Second, we visit our best users constantly to do qualitative surveys on satisfaction, impact and ease of use. Our users here say they feel empowered and in better control of their businesses when before they were a bit overwhelmed.

Third, we measure success by the evolution of our business model -- whether our sales process is getting easier and we are providing services that are in demand from third-parties. We are tracking metrics such as visits/sales and support calls per client which allow us to determine if and how we're getting more efficient.

How many people have been impacted by your project?

101-1,000

How many people could be impacted by your project in the next three years?

More than 10,000

How will your project evolve over the next three years?

Our primary goal in the next three years is scale -- reaching and supporting thousands of new users in as efficient and high-impact way as possible. We will achieve this goal primary via alliances – consumer packaged goods companies will help us reach new users and NGOs, government entities and others will help us increase impact.
We are primarily focused on expanding in Mexico and Colombia where we already have team on the ground but will expand to other countries as opportunities present themselves.

Sustainability
What barriers might hinder the success of your project and how do you plan to overcome them?

Our biggest challenge is developing and strengthening partnerships that will allow us to scale efficiently. While our technology provides numerous benefits for both for-profit and non-profit organizations, assembling the right combinations of products, services and prices is always a challenge, and especially when negotiating with large multinational firms.

Moreover, the cost of hardware and data plans can also be prohibitive for many micro-entrepreneurs. To reduce the cost of the phone our clients sometimes subsidize the hardware so it is more accessible to our target customers; in exchange these clients receive free market research and/or other services for a defined period. With respect to the cost of data plans, fortunately the price is dropping rapidly in the countries where we operate and we are also negotiating special plans with mobile operators.

One note on the hardware: we are using smartphones because, while they were expensive, they allow us to combine power and ease-of-use. For example, with touch screens we can create big icons with little text to guide a user through the application, and with the processing speed and Internet connection we can provide all of the sophistication that a point of sale system needs.

Tell us about your partnerships

We have a number of important partnerships. In Colombia, we are working with the largest microfinance network in the country – Bancamia – to identity shopkeepers who may be interested in our point-of-sale solution. Also in Colombia, we are working with a poverty lab associated with Harvard University called Ideas42 to measure the impact of our technology on businesses.

In Mexico, we are working with a large NGO called Fundes to both reach new users as ell as develop new educational modules. Moreover, we will partner with industry leaders like Coca Cola and Movistar (a mobile operator) to reach shopkeepers quickly.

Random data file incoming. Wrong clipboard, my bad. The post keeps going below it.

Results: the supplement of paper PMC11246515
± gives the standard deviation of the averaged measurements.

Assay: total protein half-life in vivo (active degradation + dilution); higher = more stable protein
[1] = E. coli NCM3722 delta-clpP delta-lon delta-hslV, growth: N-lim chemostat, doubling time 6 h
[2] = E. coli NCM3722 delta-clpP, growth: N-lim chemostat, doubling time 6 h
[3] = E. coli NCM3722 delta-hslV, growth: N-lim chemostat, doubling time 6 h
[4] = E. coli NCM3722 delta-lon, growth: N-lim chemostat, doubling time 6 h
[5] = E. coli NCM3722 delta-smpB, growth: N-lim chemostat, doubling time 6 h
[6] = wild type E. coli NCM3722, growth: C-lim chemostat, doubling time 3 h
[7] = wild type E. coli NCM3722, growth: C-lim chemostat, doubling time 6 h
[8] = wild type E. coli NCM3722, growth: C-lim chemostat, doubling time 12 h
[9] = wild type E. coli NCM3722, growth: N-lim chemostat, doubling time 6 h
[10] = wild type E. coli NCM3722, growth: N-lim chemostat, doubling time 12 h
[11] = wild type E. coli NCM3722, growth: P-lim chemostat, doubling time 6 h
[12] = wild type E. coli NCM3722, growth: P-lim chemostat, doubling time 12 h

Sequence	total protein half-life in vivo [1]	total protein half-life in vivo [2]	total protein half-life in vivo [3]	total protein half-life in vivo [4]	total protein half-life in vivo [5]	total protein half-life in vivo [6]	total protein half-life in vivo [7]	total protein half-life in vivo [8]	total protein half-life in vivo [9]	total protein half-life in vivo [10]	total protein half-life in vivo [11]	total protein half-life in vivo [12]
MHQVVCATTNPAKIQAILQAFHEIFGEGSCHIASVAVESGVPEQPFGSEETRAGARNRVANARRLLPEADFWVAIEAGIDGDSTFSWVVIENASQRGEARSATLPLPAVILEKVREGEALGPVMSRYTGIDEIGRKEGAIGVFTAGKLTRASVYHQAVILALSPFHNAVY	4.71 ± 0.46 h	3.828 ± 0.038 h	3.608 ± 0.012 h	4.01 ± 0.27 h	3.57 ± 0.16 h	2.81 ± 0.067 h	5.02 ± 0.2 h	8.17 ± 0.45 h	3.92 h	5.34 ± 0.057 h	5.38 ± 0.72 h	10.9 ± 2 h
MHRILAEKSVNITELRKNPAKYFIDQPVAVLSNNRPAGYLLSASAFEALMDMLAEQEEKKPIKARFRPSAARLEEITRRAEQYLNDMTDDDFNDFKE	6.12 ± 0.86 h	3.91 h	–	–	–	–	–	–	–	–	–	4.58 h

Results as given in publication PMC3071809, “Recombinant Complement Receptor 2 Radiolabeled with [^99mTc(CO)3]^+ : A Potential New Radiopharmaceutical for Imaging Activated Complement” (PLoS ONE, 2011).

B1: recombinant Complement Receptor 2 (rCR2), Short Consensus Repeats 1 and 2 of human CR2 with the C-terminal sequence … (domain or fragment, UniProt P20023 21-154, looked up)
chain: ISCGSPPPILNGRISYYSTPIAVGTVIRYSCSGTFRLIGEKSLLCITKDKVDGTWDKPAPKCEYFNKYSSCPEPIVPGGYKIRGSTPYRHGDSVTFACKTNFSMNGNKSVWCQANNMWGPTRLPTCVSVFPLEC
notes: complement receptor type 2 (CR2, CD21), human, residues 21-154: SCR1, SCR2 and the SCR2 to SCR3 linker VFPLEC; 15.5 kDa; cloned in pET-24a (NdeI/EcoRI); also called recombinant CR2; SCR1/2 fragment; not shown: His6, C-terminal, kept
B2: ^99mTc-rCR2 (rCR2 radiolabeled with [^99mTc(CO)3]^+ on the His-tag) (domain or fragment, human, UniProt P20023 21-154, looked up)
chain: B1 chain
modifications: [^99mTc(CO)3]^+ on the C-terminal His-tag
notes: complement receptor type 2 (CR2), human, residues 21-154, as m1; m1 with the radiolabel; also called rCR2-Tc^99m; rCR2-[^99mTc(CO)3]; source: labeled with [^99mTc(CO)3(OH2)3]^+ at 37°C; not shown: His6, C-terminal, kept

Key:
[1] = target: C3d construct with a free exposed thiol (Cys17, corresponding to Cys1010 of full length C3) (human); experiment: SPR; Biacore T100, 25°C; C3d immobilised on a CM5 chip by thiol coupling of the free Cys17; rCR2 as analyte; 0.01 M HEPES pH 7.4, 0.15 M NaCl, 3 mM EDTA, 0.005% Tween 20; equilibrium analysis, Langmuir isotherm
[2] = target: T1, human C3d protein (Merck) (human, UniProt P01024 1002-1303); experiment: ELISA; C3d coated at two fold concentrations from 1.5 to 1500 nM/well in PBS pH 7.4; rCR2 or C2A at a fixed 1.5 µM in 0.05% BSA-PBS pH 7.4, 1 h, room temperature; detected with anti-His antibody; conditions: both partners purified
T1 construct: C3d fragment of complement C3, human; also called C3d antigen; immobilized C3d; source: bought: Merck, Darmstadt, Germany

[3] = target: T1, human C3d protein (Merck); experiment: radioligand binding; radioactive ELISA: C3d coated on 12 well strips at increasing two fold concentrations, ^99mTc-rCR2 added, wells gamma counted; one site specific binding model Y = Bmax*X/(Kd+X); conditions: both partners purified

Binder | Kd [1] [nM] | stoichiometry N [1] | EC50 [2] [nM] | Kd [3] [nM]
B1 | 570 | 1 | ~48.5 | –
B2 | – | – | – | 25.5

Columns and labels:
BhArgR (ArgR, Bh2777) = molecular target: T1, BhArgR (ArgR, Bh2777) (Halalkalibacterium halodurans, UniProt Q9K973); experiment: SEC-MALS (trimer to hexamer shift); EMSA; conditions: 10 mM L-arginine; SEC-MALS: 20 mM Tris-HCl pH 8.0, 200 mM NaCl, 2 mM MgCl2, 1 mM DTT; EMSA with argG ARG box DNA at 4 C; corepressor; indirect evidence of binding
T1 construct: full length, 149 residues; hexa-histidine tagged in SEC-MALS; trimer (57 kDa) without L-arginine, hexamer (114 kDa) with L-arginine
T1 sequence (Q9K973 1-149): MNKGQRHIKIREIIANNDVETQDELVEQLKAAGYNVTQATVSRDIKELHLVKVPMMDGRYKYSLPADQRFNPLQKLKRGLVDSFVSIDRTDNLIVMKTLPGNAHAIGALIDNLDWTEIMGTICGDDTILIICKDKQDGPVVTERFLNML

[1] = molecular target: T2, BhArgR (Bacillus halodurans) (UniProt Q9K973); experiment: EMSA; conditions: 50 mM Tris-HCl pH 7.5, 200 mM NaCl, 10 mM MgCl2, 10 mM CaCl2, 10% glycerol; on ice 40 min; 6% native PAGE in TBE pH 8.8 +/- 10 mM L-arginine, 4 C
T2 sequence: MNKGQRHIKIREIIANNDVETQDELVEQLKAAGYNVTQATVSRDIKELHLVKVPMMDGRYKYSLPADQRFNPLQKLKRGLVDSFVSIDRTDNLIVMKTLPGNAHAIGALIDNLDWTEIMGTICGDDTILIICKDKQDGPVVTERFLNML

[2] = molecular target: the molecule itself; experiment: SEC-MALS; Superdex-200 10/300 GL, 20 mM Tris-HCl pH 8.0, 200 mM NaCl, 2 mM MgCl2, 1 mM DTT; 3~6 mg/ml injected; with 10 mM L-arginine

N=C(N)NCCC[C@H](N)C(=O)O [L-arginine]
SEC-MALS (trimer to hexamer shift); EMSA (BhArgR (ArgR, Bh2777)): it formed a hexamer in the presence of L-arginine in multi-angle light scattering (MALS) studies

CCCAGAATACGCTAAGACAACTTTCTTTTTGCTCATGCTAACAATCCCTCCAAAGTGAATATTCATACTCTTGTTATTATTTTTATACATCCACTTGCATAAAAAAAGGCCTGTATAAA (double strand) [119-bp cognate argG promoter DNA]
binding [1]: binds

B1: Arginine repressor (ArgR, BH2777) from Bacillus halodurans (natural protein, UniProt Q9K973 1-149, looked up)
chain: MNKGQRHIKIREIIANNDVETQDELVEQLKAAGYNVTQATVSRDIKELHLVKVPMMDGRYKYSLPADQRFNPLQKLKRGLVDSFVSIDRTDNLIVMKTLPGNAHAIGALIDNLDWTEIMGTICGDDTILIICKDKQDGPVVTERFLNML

Explain your selections

We are a for-profit social enterprise which we run as a business -- we have raised money from private investors to launch the company and we are currently in the process from shifting from an investment-funded organization to a customer-funded organization. As we feel our main social impact is built into the software itself, and we also provide value to for-profit companies, we feel our scale model should be similar to other private sector product launches.

How do you plan to strengthen your project in the next three years?

We will strengthen the company primarily through growth -- thousands of new shopkeeper users, new staff to support those users, and new clients and investors to help us scale and establish partnerships.

Challenges
Which barriers to employment does your innovation address?
Please select up to three in order of relevancy to your project.

PRIMARY

Lack of access to information and networks

SECONDARY

Lack of skills/training

TERTIARY

Lack of visibility and investment

Please describe how your innovation specifically tackles the barriers listed above.

By providing shopkeepers with in situ business tools, we are giving them real-time, customized information on their business which they can use to increase profits (e.g., via better inventory management) as well as increase their general business knowledge via mobile educational modules. Moreover, if the shopkeeper gives us permission, we can share their (anonymous) data with microfinance companies to help get them a loan.

Are you trying to scale your organization or initiative?
If yes, please check up to three potential pathways in order of relevancy to you.

PRIMARY

SECONDARY

Enhanced existing impact through addition of complementary services

TERTIARY

Grown geographic reach: Multi-country

Please describe which of your growth activities are current or planned for the immediate future.

Today we are primarily focused on bringing our current technology to new customers in countries where we are already active -- in Mexico and Colombia alone there are millions of potential shopkeeper clients. At the same time, we are constantly thinking about other value-added services we can provide for both shopkeepers and potential clients such as consumer packaged goods companies (e.g., market research, online ordering, an advertising platform).

We are also constantly evaluating opportunities to expand to other markets.

Do you collaborate with any of the following: (Check all that apply)

NGOs/Nonprofits, For profit companies.

If yes, how have these collaborations helped your innovation to succeed?

NGOs primarily help us by providing networks, educational content and expertise to help us reach new users and measure the impact of our tools. For profit companies obviously help us generate revenue which we use to grow, and they also help us reach new clients via their sales and marketing networks. Universities are primarily helping us to analyze data to increase impact as well as connecting us with potential clients and partners.